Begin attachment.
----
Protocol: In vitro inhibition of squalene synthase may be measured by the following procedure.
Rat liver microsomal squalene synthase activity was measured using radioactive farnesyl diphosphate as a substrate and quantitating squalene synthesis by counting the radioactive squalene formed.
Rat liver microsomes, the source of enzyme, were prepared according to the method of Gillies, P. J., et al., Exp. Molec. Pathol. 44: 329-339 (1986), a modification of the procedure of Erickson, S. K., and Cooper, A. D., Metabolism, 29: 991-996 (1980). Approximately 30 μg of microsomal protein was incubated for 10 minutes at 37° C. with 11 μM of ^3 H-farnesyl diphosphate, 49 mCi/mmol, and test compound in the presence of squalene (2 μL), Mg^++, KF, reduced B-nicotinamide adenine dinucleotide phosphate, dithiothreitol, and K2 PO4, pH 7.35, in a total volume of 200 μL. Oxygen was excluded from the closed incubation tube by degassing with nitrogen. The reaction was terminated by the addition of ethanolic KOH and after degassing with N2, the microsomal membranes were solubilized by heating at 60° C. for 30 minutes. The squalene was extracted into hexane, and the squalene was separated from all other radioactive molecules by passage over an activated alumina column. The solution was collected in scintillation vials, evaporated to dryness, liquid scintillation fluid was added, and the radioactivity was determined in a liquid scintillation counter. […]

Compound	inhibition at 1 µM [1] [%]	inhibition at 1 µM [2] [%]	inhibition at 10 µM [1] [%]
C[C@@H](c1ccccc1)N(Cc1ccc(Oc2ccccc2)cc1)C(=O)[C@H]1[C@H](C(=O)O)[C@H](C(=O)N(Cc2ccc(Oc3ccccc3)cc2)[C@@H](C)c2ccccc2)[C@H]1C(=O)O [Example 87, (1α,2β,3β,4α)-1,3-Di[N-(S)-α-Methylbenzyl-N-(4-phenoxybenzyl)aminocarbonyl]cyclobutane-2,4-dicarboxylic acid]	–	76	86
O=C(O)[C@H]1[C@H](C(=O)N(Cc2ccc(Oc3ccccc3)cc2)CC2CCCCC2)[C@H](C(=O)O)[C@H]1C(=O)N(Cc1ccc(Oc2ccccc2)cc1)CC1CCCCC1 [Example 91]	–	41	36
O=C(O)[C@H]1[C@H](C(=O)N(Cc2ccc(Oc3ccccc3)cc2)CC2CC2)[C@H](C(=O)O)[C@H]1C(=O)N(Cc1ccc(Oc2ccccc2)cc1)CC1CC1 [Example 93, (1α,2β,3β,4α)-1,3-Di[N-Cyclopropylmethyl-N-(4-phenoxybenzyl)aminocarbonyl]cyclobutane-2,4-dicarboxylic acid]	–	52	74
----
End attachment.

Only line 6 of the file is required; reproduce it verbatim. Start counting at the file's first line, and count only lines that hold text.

O=C(O)[C@H]1[C@H](C(=O)N(Cc2ccc(Oc3ccccc3)cc2)CC2CCCCC2)[C@H](C(=O)O)[C@H]1C(=O)N(Cc1ccc(Oc2ccccc2)cc1)CC1CCCCC1 [Example 91]	–	41	36